Salsa Baslamella, or Béchamel Sauce: In Other Words, White Sauce

Pellegrino Artusi says a good béchamel sauce and a properly cooked meat sauce are the principal secrets of refined cooking. And he’s right; while a good béchamel sauce may not seem like much — it doesn’t have much flavor, after all — it adds a rich rather voluptuous creaminess to a dish without changing the flavor cast established by the other ingredients. In short, many dishes wouldn’t be quite the same without it.

You’ll need:

  • Flour
  • Unsalted butter
  • Milk
  • Salt
  • Nutmeg (optional)

Artusi has you begin by lightly browning a heaping tablespoon of flour in a chunk of unsalted butter the size of a walnut, and then has you slowly stir in 2 cups of the best milk, and keep stirring until the mixture appears to be a milk-like cream. He goes on to say, “If it comes out too stiff, add more milk; should it be too liquid return it to the fire and add another piece of butter rolled in flour. This recipe makes a substantial amount, but you can vary the quantities according to your needs.”

While Artusi’s instructions work (quite well) the process isn’t quite as easy as he suggests, at least not on the first attempt. Once you’ve heated the butter and flour, add the milk very slowly, while stirring briskly.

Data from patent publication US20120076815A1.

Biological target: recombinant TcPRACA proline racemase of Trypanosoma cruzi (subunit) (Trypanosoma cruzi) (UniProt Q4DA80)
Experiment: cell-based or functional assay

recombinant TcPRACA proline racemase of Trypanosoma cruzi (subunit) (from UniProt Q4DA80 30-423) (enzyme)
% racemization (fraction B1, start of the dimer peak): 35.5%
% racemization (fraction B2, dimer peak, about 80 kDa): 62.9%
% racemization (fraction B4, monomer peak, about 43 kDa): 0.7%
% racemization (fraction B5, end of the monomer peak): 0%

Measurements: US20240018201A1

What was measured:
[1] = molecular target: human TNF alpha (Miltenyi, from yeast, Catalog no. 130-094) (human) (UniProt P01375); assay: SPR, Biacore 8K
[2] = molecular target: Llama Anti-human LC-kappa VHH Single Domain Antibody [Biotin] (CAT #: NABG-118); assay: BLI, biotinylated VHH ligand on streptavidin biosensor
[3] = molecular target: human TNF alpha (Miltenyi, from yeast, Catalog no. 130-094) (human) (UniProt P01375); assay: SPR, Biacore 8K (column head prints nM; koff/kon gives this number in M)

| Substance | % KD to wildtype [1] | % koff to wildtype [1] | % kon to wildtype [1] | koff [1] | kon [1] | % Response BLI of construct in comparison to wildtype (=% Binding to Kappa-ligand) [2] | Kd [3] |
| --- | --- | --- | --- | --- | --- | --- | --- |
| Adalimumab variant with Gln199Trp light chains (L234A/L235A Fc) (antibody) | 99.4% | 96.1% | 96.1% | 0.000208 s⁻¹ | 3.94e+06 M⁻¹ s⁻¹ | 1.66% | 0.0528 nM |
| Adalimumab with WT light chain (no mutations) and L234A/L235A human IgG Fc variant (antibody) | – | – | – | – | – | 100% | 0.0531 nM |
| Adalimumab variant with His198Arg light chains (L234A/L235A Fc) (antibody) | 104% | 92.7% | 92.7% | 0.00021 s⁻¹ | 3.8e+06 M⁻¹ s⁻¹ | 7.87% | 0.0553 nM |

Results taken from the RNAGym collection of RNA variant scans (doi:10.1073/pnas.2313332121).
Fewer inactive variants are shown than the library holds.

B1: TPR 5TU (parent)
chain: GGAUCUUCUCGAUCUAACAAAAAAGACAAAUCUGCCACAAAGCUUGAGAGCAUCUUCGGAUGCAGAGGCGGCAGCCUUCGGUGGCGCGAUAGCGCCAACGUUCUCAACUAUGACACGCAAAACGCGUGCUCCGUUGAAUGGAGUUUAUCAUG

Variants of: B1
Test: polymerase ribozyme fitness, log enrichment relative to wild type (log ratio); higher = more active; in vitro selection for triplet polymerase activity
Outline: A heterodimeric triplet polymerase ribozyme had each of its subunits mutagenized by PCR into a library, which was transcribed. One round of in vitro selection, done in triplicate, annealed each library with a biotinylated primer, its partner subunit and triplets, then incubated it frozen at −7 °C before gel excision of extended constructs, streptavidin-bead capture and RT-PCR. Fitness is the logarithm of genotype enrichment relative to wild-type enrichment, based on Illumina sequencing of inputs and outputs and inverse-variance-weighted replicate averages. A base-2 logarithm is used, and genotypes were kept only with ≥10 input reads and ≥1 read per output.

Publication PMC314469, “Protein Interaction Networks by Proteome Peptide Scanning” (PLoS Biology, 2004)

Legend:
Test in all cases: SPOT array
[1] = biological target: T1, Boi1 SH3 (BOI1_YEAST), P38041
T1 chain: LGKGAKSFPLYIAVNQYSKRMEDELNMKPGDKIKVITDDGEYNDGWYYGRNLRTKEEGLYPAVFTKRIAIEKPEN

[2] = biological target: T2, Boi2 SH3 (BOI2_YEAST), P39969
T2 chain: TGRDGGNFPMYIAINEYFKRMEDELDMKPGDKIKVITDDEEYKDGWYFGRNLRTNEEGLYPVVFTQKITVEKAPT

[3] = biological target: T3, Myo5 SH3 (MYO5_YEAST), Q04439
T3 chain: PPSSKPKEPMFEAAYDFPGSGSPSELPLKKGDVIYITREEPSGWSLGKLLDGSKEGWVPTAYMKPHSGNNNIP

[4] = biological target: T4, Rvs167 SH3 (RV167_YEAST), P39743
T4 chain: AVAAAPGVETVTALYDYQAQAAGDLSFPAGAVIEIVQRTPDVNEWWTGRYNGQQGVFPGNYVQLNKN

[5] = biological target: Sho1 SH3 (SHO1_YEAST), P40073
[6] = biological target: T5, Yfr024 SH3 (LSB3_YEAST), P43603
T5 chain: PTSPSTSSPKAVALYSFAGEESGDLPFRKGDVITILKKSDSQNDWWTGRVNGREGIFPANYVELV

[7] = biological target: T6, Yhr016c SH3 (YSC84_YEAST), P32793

The flour will bubble and expand; stir vigorously to keep lumps from forming. Should they form anyway, reduce the flow of milk to a trickle until you’ve stirred them out.

Once you’ve added all the milk, stir the sauce slowly over a moderate flame until it thickens. Depending upon what you plan to use it for, you may wish to season it with salt and pepper to taste, and perhaps a pinch of nutmeg.

Making béchamel sauce in a microwave oven is much easier and faster than making it over the stove.

Melt the butter and stir in the flour, then stir in the milk and, if you wish, salt and pepper. Heat the sauce on high power for 1 minute and stir it briskly till most of the lumps are gone. Heat it for five more minutes at medium power, stirring every minute or so.

Check Seasoning, let it sit for a couple of minutes, and it’s ready.

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Categories: Sauces, and Preparations, some of which go into other dishes

Author:Cosa Bolle in Pentola

Italy boasts an astonishing number of varietals, denominations, and wines, and tremendous changes are sweeping the land. New wines are being created, new DOCs are being introduced, and the existing denominations are overhauling their regulations both to reflect the practices adopted by their member wineries and to favor improvements in quality. Even the most staid and stolid region can flower seemingly overnight, emerging with exciting new wines and wineries that require rewriting the enological maps and rethinking one's positions. And, of course, recipes too, because cuisine and wine are closely intertwined and it's difficult to imagine one without the other.

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